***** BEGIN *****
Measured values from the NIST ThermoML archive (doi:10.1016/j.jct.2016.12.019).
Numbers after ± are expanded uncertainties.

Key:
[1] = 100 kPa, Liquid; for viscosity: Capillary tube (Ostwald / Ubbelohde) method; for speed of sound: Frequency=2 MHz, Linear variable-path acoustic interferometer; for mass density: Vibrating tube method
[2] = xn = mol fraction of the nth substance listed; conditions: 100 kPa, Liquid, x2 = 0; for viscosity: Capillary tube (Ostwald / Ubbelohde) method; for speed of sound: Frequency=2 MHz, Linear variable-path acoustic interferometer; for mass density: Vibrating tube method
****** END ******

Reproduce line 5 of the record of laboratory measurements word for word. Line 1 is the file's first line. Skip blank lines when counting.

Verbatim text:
[2] = xn = mol fraction of the nth substance listed; conditions: 100 kPa, Liquid, x2 = 0; for viscosity: Capillary tube (Ostwald / Ubbelohde) method; for speed of sound: Frequency=2 MHz, Linear variable-path acoustic interferometer; for mass density: Vibrating tube method